Dunans has a delightful little secluded beach that has an exposure of soft grey Oxford Clay at the high tide mark. A variety of fossils can be picked from the clay shale lying at the foot of the exposure and patches of fresh clay bedrock are often revealed on the lowest of tides.


♦ Take the A855 to Uig, Flodigarry, Duntulm and so on.
♦ The car park is on the right-hand side, a couple of miles up this road. (Look for the large sign for the Healing Well.)
♦ There is a cafe and public toilet at the Uig junction, a few miles back from Dunans.
♦ Ref: 57.65335°N, 6.24479°W


FIND FREQUENCY: ♦♦♦♦ – Fossils are found regularly here, as the soft clay is subject to constant erosion. Although there is a vertical exposure at the high tide mark to the left of the beach access point, low to mid tide is the best time to reach the patches soft clay bedrock exposed between the boulders. Find frequency is usually very good, although this erosion lifts and removes fossils just as easy as it exposes them.
CHILDREN: ♦♦♦♦ – There is a cafe and public toilet at the Uig junction, a few miles back from Dunans. This is a child-friendly location, with a path to the shore, and there is no need for heavy tools. A blunt knife, screwdriver or something similar is all that is required to dig out fossils. Just watch out for your ankles when crossing boulders.
ACCESS: ♦♦♦♦ – Access is very good at Dunans. A path leads to the Healing Well and the shoreline is only metres from there. It is a relatively short walk, but it is downhill with the climb back up proving a little more difficult. There is a small, free car park at the gate and entrance to the pathway.
TYPE: – This is a soft clay location, with a vertical exposure and a few patches of soft clay bedrock. The foreshore boulders often move around in the current and waves at high tide, eroding the bedrock further and exposing new areas, while covering up others.


This is an SSSI, so do not hammer the cliff face or bedrock. It is already eroding at a quick rate and there is plenty of material to be found at the base of the cliff and on the foreshore. There are no restrictions on visiting this area.

Dunans is quite close to Flodigarry, another excellent location for Oxford Clay sediment. However, due to the tidal nature of this area, only one location can be covered at a time, as low tide is the best time for the exposure of clay bedrock fossil-bearing locations. The Dunans shoreline can be covered quickly. Look along the high tide line at the vertical face. Flattened ammonite impressions are found here. Look also for belemnites protruding from eroded clay shale and search over the clay bedrock patches nearby. Fossils are easily removed with a penknife or something similar.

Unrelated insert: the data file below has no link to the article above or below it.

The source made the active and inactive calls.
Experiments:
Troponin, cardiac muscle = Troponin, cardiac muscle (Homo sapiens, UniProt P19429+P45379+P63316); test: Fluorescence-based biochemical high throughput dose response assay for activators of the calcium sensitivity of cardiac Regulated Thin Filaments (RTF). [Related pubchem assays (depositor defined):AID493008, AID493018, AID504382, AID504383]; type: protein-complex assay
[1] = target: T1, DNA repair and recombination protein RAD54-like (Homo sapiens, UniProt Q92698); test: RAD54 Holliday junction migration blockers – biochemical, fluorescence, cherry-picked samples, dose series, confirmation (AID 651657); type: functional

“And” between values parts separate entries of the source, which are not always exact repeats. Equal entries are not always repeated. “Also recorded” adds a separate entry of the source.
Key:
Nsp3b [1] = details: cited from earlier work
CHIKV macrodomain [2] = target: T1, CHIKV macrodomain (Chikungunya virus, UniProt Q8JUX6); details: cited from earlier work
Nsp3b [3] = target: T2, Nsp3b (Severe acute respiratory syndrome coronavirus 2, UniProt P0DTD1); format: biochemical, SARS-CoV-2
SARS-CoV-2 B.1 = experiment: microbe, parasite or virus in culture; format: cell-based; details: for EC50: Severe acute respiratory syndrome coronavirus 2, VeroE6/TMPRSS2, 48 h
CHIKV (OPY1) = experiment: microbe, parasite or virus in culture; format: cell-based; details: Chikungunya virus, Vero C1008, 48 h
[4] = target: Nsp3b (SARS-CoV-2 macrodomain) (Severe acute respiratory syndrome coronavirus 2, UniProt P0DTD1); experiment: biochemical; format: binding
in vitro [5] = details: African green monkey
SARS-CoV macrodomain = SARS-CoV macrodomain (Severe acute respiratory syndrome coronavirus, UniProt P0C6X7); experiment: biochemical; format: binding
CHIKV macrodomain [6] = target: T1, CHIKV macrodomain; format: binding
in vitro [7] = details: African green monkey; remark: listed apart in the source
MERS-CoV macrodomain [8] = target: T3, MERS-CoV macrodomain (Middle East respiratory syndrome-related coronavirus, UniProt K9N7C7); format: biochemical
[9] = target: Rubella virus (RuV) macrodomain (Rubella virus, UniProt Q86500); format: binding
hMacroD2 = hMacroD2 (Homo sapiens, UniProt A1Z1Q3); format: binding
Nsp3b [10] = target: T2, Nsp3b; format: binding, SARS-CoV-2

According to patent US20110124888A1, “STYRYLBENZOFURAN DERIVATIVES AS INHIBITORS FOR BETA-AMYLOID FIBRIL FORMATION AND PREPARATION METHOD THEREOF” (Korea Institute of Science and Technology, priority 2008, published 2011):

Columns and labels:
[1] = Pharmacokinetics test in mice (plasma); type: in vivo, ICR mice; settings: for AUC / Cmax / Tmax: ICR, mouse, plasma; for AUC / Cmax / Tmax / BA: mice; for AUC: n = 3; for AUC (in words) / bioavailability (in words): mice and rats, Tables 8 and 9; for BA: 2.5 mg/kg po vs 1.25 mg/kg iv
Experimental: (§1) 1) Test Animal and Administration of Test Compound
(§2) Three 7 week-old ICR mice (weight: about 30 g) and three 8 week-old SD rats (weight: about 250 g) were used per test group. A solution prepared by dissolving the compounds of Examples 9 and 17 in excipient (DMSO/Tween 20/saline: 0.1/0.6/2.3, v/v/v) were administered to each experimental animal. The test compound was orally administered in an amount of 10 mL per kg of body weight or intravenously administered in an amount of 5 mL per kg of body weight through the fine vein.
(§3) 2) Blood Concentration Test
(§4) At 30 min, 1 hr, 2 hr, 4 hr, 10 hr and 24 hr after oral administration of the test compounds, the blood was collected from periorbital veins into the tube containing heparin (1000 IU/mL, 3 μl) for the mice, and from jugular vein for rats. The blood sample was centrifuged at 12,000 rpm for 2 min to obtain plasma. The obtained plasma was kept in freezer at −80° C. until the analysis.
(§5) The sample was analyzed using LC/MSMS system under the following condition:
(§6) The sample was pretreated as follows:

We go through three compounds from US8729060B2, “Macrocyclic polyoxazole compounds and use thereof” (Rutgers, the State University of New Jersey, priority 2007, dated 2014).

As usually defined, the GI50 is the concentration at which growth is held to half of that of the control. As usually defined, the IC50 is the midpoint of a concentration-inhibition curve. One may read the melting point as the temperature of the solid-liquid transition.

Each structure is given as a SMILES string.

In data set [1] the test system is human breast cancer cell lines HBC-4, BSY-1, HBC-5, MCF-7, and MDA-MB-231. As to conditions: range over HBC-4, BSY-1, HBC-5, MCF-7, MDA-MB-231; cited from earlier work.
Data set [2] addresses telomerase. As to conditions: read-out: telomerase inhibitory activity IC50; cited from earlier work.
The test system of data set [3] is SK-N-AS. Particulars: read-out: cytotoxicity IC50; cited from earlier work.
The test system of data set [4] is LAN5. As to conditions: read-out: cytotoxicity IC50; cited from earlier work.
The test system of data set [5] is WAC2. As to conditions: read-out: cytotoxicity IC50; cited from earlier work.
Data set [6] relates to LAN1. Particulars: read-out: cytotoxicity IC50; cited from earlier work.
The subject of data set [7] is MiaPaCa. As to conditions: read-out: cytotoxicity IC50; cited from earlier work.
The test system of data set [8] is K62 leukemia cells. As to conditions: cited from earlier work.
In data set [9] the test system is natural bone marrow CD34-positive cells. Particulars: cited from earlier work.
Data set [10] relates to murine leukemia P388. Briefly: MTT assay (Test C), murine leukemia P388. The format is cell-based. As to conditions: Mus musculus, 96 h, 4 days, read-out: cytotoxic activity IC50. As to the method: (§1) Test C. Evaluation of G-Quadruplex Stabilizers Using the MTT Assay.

The other factors can be weeds and pebble locations. The groups of large pebbles and rocks are constantly being moved around at high tide. This allows fresh areas to be exposed or other previously rich areas to be covered up. Cardioceras species of ammonites are the norm and they are usually pyrite. Belemnites are often fractured when removed, but are easily repaired with glue when home. Dunans also has a very rich microfossil assemblage.


The rocks here are Jurassic in age, being 155myrs old. The Staffin Shale Formation (Callovian – Kimmeridgian) comprises a succession of fissile and massive mudstone, siltstone, sandy siltstone and sandstone, with minor calcareous, phosphatic and sideritic nodules.

The base of the formation is sharply defined, represented by the base of bituminous fissile mudstones with thin glauconitic siltstones with chondrites, making up the Dunans Clay Member)

Dunans Clay Member consists of Oxfordian and Callovian strata. The sedimentary features of the Oxfordian mudrocks are asymmetrical decimetre-scale cycles, and contain bands of septarian siderite and calcite nodules. Each cycle is represented by strata that vary between 10cm and 1m in thickness. Silty mudstone and calcareous mudstone prevail throughout the cycles. Crushed ammonites are found at various zones. However, bivalves and belemnites are more robust and are therefore more common throughout.




Some of the foreshore can be slippery, and the eroded boulders are rounded and can be slippery if wet. Otherwise, this is a pretty safe location.


Mobile phone signals vary on Skye, with some networks working better than others. There is no need for any heavy duty tools – a penknife, screwdriver or similar is sufficient. Bring little mini-grip bags for belemnites. Even if they break during removal, they are easily glued back together at home.


This site is an SSSI. This Special Site of Scientific Interest, means you can visit the site, but hammering the bedrock is not permitted.

6a4bfbf50b99eb839741fb99dca95014f77f693a_hqSkye has a rich fossil heritage with particularly important fossils of Jurassic age. In addition to being Sites of Special Scientific Interest (SSSI) some areas of Skye’s coastline have added protection under a Nature Conservation Order (NCO). This Order seeks to protect vertebrate fossils that include the remains of dinosaurs. This guidance outlines how fossil collectors, visitors to the island and the general public have an important role in helping to look after these important fossils.

6a4bfbf50b99eb839741fb99dca95014f77f693a_hq.jpgScotland’s fossil resource is at risk of abuse and damage, and so we must all safeguard and managed fossil collecting to ensure its survival for future generations. For this reason it is VITAL you read and adhere to the Scottish Fossil Code for ALL sites in Scotland. 

It is important to follow our ‘Code of Conduct’ when collecting fossils or visiting any site. Please also read our ‘Terms and Conditions


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